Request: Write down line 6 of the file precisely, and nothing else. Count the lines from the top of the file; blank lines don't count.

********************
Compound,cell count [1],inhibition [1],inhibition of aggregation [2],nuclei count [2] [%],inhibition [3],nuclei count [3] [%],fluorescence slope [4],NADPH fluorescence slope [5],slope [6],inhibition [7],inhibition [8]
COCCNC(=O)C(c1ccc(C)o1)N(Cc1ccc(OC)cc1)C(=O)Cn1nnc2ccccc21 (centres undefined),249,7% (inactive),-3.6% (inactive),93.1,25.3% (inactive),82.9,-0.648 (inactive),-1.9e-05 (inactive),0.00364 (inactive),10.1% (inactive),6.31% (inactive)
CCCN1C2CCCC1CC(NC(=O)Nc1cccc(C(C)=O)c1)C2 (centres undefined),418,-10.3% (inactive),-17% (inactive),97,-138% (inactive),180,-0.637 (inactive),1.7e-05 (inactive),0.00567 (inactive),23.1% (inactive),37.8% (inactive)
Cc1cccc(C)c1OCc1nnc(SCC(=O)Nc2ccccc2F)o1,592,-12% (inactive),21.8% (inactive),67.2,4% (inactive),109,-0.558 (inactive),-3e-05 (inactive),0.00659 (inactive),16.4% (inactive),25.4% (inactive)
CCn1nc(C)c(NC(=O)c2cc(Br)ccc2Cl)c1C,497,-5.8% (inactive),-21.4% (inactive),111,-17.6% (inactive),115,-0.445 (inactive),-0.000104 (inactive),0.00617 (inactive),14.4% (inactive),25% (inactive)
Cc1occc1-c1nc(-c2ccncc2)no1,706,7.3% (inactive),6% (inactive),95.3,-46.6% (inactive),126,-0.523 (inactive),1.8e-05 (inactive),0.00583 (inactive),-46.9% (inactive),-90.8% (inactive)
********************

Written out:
Cc1occc1-c1nc(-c2ccncc2)no1,706,7.3% (inactive),6% (inactive),95.3,-46.6% (inactive),126,-0.523 (inactive),1.8e-05 (inactive),0.00583 (inactive),-46.9% (inactive),-90.8% (inactive)